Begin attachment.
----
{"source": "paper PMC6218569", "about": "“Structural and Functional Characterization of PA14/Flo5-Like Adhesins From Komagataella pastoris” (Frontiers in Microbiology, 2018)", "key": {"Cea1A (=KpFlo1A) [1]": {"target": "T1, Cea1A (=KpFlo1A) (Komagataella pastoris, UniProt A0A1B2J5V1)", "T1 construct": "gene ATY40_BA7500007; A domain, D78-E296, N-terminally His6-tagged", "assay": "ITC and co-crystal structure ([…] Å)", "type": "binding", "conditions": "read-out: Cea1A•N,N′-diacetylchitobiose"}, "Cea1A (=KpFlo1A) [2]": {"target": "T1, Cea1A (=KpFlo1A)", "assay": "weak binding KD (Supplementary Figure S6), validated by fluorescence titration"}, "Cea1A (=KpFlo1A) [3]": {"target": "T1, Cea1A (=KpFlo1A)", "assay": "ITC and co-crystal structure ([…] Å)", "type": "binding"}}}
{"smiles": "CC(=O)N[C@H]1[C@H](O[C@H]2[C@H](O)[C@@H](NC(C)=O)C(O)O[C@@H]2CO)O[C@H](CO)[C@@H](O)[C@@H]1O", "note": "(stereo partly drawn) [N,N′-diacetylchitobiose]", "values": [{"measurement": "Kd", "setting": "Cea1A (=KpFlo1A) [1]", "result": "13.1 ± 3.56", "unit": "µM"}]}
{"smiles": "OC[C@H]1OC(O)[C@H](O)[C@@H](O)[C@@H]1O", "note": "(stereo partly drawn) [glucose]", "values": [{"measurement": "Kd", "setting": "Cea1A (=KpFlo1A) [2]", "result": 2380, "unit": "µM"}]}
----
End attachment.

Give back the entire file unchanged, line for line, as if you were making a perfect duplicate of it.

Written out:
{"source": "paper PMC6218569", "about": "“Structural and Functional Characterization of PA14/Flo5-Like Adhesins From Komagataella pastoris” (Frontiers in Microbiology, 2018)", "key": {"Cea1A (=KpFlo1A) [1]": {"target": "T1, Cea1A (=KpFlo1A) (Komagataella pastoris, UniProt A0A1B2J5V1)", "T1 construct": "gene ATY40_BA7500007; A domain, D78-E296, N-terminally His6-tagged", "assay": "ITC and co-crystal structure ([…] Å)", "type": "binding", "conditions": "read-out: Cea1A•N,N′-diacetylchitobiose"}, "Cea1A (=KpFlo1A) [2]": {"target": "T1, Cea1A (=KpFlo1A)", "assay": "weak binding KD (Supplementary Figure S6), validated by fluorescence titration"}, "Cea1A (=KpFlo1A) [3]": {"target": "T1, Cea1A (=KpFlo1A)", "assay": "ITC and co-crystal structure ([…] Å)", "type": "binding"}}}
{"smiles": "CC(=O)N[C@H]1[C@H](O[C@H]2[C@H](O)[C@@H](NC(C)=O)C(O)O[C@@H]2CO)O[C@H](CO)[C@@H](O)[C@@H]1O", "note": "(stereo partly drawn) [N,N′-diacetylchitobiose]", "values": [{"measurement": "Kd", "setting": "Cea1A (=KpFlo1A) [1]", "result": "13.1 ± 3.56", "unit": "µM"}]}
{"smiles": "OC[C@H]1OC(O)[C@H](O)[C@@H](O)[C@@H]1O", "note": "(stereo partly drawn) [glucose]", "values": [{"measurement": "Kd", "setting": "Cea1A (=KpFlo1A) [2]", "result": 2380, "unit": "µM"}]}